Food science and technology: Food Allergy

Dr Mahwish
Food allergy is an abnormal response to a food caused by immunoglobulin E antibody. In children, the foods that most often trigger allergic reactions include egg, cow’s milk, peanut, tree nuts, soy, and wheat. For adults, this list includes fish and shellfish in addition to peanut and tree nuts. Allergic reactions can be life-threatening when these involve respiratory and/or cardiovascular distress; however, most reactions are not severe. There is no current FDA-approved therapy, so avoidance of relevant foods and access to epinephrine are recommended. Fortunately, several potential therapies are under study.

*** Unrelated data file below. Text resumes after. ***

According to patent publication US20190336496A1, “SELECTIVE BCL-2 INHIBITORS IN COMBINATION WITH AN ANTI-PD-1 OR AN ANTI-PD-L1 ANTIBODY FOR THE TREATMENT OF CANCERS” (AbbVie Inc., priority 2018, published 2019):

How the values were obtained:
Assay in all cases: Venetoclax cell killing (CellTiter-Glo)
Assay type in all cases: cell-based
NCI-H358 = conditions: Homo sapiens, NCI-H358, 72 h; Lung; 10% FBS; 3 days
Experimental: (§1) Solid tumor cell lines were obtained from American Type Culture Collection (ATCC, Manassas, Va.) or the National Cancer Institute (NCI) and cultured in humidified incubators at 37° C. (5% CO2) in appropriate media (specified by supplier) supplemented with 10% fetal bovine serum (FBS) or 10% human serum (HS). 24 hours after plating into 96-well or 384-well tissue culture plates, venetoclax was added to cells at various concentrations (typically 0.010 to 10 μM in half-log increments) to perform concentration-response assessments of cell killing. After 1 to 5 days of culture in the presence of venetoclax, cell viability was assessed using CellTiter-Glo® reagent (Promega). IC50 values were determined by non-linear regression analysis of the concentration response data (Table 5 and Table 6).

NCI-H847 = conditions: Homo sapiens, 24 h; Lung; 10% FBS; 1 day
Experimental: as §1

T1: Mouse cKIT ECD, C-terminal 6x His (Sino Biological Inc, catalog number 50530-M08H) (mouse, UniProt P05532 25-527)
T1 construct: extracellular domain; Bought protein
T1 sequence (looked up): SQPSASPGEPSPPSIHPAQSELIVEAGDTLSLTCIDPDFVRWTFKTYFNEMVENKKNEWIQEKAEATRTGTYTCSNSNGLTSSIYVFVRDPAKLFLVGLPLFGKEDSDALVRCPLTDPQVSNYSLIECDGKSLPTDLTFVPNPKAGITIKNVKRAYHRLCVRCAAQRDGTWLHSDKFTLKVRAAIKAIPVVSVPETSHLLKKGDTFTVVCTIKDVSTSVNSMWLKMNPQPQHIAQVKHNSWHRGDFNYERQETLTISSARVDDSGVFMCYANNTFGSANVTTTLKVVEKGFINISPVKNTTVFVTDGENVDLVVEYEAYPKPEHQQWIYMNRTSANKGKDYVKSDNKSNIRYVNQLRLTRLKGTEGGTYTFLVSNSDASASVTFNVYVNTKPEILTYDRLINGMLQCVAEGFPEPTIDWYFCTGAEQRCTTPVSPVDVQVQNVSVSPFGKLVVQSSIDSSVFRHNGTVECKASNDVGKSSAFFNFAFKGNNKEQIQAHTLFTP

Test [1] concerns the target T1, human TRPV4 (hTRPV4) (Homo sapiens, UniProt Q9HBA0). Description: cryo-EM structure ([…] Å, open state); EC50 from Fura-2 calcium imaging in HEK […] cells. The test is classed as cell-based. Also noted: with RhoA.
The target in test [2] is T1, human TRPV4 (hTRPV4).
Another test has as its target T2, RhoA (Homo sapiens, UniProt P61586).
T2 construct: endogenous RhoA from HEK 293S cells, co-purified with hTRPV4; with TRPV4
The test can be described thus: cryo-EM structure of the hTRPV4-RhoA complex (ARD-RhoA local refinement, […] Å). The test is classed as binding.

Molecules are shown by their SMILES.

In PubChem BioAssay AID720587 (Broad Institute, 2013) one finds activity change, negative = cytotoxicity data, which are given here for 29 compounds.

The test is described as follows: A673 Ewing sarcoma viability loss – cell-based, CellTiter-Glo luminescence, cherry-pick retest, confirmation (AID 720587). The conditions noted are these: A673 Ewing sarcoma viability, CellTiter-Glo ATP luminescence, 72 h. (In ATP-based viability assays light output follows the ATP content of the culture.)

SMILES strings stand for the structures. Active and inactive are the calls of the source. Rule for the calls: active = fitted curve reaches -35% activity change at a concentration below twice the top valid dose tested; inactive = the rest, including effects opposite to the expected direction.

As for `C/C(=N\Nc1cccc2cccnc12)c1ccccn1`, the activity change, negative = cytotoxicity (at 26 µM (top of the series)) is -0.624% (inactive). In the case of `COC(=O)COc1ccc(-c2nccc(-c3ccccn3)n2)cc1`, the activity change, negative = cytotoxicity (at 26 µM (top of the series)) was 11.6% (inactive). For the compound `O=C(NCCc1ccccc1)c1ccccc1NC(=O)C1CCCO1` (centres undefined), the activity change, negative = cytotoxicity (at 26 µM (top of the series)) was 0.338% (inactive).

Understanding the natural history of food allergy is essential in managing patients with these disorders. Food allergy typically begins in the first 2 years of life. While some food allergies, such as cow’s milk and egg, are often outgrown, peanut and tree nut allergies are more likely to persist into adulthood. Although more than one third of parents will report adverse food reactions in their young children, the rates of verifiable IgE-mediated food allergy are much lower in the range of 6-8% at 1 year of age. Most childhood food allergy is acquired in the first or second year of life and then falls progressively until late childhood, after which the prevalence remains stable at approximately 3 to 4%